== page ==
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B.C. couple felt like they were 'held hostage' by moving company

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A nation-wide moving company that threatened to drive away with a Chilliwack, B.C., couple’s furniture, has compensated the customers nearly $1,000.

In early May, Kim Jans and her husband hired Let’s Get Moving to help them move from South Surrey to their new home in Chilliwack, based on excellent feedback on the company’s website.

“The reviews were absolutely fabulous,” said Jans.

The couple had already moved a lot of their belongings themselves using a U-Haul, and all that was left were about 30 boxes and the heavy furniture from a two-bedroom home.

Jans ordered a 26-foot truck with three workers, for $229 an hour.

But on a moving day, the wrong truck arrived, one Jans figured was too small to fit all of their furniture.

It took another two hours for the right one to arrive.

“In the meantime, they kept loading up the wrong truck, and I kept saying to the workers ‘please stop,'” Jans told CTV News.

Then she said it took the movers about five hours to load the right truck, almost twice as long as she expected.

“I could just see them standing inside the truck, just standing there chatting,” she said.

But the most alarming moment for the couple, came when the movers got to the couple’s new home.

The workers stopped unloading the truck before it was completely empty, and presented the couple with a bill. The grand total read $3,486.53, and was about a $1,000, or four hours more than they anticipated.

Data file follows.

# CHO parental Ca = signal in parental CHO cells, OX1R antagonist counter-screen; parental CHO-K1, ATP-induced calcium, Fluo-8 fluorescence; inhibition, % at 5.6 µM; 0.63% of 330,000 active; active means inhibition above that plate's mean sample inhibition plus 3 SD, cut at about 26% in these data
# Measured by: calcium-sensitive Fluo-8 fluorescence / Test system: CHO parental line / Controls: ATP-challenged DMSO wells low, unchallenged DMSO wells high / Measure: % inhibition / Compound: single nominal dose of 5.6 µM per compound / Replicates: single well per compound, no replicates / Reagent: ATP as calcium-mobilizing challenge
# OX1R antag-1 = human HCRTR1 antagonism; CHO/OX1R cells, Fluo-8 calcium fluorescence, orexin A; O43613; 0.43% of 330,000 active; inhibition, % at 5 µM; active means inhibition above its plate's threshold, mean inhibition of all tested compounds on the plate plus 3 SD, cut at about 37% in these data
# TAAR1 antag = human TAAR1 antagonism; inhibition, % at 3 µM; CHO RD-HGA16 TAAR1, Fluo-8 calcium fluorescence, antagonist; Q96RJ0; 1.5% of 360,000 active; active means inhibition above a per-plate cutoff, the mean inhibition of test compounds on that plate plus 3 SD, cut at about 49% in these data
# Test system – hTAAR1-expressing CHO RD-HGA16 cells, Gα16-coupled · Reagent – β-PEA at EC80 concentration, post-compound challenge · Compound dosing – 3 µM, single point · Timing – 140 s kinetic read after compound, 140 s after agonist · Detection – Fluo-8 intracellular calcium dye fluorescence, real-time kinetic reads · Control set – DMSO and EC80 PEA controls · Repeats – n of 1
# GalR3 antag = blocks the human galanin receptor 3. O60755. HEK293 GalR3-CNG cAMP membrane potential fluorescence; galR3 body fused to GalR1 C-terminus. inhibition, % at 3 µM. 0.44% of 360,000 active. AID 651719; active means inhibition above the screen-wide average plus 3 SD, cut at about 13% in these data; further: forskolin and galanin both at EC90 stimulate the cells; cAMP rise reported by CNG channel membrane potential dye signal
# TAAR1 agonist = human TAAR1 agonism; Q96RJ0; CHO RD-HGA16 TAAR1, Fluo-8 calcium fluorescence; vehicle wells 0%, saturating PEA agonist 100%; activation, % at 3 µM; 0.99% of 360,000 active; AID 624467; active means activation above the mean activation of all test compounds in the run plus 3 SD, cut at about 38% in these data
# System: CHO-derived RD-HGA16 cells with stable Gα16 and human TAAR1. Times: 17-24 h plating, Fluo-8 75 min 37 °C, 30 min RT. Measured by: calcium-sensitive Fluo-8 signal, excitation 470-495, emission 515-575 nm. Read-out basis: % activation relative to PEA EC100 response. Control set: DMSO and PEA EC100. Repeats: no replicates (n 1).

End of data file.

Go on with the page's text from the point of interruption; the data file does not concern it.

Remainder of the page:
She said the movers wouldn’t unload the rest of the furniture, until they paid up.

“When we challenged the bill, they pretty much said, ‘no this is the bill, this is the amount, and you need to pay it, or we're going to drive away with the remaining items that are in the truck,'” Jans recounted.

“They hold you hostage once they get your property in their truck. You are completely held hostage,” she said. The couple felt they had no choice, and paid the bill on the spot.

They filed an official complaint with Let’s Get Moving, and although the company responded almost immediately, they couldn’t agree on compensation.

But when CTV News asked Let’s Get Moving for comment, Jans heard from the owner of the South Surrey franchise a few hours later.

“I am deeply sorry for the mistakes that occurred,” read the email from Daniil Sychev.

He also followed up with a phone call, and offered to refund the couple $961.80 for a move that he agreed “should've been done a little bit faster.”

Jans found him sincere, and accepted the compensation.

Sychev confirmed some movers will be getting more training, and at least one is no longer with the company.

From the head office in Toronto, Let’s Get Moving representatives told CTV News that it is running a good company with excellent service and that “90 per cent of customers are very, very pleased with us.”

They acknowledged that in order to get paid, movers have refused to unload furniture in the past, but that it is not company policy.

“That should never happen,” said customer representative, Kelvin Anil.

What remains is a settlement agreement that customers are asked to sign when they receive compensation.

It states that they are not allowed to say or post any negative comments about Let’s Get Moving or “the customer specifically and IRREVOCABLY agrees to pay the company liquidated damages in the amount of $5,000.”

In the end, Jans did not have to sign.

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